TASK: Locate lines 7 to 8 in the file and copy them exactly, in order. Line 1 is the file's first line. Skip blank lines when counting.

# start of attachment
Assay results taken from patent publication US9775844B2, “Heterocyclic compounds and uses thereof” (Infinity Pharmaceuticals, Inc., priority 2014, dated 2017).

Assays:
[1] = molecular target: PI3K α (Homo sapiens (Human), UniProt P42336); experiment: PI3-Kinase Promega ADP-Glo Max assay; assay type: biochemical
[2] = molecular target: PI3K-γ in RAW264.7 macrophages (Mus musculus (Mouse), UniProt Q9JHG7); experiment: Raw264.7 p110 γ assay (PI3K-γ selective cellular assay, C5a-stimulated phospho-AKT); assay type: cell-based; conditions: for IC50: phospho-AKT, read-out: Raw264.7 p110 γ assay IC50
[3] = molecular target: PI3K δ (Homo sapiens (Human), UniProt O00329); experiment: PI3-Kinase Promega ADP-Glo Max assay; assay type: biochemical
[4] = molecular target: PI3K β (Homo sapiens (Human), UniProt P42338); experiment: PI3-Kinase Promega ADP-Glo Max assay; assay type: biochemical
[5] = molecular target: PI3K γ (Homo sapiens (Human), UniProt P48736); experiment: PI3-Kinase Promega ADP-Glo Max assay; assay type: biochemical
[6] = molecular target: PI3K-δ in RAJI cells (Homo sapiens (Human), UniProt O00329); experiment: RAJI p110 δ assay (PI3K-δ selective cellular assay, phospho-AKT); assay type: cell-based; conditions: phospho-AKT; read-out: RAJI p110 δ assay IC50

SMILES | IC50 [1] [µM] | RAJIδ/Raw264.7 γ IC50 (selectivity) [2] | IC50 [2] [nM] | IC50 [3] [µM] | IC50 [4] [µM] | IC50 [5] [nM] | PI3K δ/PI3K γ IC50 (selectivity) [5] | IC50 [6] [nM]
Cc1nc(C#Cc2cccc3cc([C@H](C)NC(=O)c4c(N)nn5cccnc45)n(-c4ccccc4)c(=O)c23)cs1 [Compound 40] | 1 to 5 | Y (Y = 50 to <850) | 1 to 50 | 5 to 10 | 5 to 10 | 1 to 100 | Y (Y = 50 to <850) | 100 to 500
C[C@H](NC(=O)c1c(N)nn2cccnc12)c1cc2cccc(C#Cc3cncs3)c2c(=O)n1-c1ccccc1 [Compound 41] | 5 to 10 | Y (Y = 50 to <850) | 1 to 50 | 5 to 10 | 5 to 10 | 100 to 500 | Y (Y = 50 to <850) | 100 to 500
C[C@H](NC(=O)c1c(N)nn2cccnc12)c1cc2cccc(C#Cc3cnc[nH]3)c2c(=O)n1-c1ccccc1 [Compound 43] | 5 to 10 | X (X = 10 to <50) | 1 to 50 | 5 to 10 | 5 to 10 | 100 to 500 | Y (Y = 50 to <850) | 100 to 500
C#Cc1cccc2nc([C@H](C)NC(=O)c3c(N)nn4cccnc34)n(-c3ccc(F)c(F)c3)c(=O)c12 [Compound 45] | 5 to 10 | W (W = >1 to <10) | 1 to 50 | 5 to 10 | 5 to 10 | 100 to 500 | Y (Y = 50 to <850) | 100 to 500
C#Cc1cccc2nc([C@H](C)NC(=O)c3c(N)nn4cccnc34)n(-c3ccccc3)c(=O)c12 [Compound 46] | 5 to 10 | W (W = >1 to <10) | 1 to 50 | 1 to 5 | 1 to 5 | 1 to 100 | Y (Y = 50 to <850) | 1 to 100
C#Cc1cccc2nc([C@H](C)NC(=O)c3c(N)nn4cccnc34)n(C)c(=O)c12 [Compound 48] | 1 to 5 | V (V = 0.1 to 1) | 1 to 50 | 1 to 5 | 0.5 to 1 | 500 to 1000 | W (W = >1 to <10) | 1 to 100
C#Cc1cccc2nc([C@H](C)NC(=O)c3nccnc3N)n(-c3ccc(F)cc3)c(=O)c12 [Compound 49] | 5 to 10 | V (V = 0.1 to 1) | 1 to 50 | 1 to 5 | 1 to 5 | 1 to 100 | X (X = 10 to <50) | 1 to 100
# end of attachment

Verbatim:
[5] = molecular target: PI3K γ (Homo sapiens (Human), UniProt P48736); experiment: PI3-Kinase Promega ADP-Glo Max assay; assay type: biochemical
[6] = molecular target: PI3K-δ in RAJI cells (Homo sapiens (Human), UniProt O00329); experiment: RAJI p110 δ assay (PI3K-δ selective cellular assay, phospho-AKT); assay type: cell-based; conditions: phospho-AKT; read-out: RAJI p110 δ assay IC50